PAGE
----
Drug use and abuse change the way that the brain works. Depending on the strength of the substance, the impacts on the brain can last for different periods of time. Opioids are some of the strongest substances that are abused regularly, and they can cause profound changes in the brain.
At the Findlay Recovery Center, we treat drug addiction in a variety of ways, but detox is usually the first step to recovery. Weaning you off of drugs and clearing their influence from your body can help your brain start to recover. But can it recover fully from opioid addiction? How do opioids change the brain and how long do those changes last? We’re going to address those questions here.
How Do Opioids Change The Brain
Opioid use activates receptors in the brain, flooding the brain with pleasurable feelings. This makes our brain crave the same response but, at the same time, it’s building a tolerance to the sensation, which causes us to crave even more and more of the opioid in question. The signals of the opioid receptors, calling out for the same relief, become stronger and stronger, leading to dependency.
As it goes on, opioid use begins to change the prefrontal cortex and medial temporal lobe, often considered to be the pleasure and motivation centers of the brain. However, they also impact a wide range of other parts of our everyday life, including social interactions, memory, emotions, and more.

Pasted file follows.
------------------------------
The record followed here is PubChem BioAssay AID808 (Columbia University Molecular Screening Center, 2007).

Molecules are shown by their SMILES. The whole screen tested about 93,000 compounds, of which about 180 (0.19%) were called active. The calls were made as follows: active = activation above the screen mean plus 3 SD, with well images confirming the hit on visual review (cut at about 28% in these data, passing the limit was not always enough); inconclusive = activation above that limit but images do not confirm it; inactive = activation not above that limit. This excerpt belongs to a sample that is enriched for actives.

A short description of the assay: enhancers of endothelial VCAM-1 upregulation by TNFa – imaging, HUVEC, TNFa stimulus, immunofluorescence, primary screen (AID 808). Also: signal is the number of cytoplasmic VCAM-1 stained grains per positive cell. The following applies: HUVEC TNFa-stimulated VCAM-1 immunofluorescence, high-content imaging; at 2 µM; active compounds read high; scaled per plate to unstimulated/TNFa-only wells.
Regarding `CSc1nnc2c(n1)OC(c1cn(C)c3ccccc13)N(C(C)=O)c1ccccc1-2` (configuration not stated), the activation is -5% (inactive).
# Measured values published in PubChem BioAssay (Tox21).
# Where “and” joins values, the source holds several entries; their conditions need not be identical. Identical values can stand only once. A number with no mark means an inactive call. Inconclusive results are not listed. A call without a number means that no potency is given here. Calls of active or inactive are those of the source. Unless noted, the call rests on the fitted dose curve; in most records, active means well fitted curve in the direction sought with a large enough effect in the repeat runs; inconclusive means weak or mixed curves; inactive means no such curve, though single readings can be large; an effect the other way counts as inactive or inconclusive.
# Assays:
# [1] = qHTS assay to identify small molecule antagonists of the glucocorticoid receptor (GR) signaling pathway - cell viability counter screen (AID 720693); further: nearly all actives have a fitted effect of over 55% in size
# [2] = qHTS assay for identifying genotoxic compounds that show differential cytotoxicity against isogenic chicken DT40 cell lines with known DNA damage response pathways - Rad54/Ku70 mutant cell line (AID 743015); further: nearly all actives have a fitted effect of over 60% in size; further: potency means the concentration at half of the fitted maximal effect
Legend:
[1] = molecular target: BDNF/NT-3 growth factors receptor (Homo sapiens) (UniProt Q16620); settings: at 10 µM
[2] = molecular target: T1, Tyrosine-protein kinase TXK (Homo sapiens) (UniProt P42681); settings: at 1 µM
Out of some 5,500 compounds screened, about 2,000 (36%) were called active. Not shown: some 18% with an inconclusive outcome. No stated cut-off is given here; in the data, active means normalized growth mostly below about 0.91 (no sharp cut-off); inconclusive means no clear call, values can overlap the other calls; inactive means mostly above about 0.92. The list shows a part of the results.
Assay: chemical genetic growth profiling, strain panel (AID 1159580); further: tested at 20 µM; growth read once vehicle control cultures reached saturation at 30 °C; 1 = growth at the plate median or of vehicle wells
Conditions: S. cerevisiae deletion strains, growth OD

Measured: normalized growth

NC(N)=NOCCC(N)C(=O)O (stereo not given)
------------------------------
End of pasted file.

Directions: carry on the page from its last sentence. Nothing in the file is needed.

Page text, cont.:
Brain damage as a result of opioid addiction can lead to poor behavior and mood regulation, memory impairment, worsening reasoning and problem-solving skills, and more.
The Brain During Detox
At our drug and alcohol addiction residential treatment center in Ohio, detox is usually the first step in addiction treatment. Your brain is likely to be affected by detox and withdrawal as much as your body. As your body experiences sharp drops in serotonin and dopamine, it can lead to a variety of sensations, including a worsening mood, agitation, irritability, problems with focusing, problems getting to sleep, and more.
Are Those Changes Permanent?
The symptoms that you experience as part of your withdrawal treatment are temporary and will fade with time. But what about the effects on the brain as a result of your opioid use? Opioids are some of the most addictive substances to get addicted to, but cravings will diminish over time. Some of the effects of opioid addiction can indeed be permanent. This is why it’s important to seek treatment as quickly as possible. You can recover what parts of your brain function can be recovered while learning to cope with the differences drug addiction has made to your life.
Getting Started is a Must
Get in touch with the Findlay Recovery Center to start the detox process and begin your recovery from addiction as soon as possible. Our drug addiction residential treatment center in Ohio is equipped with the staff and techniques designed to offer you the very best chance of getting better.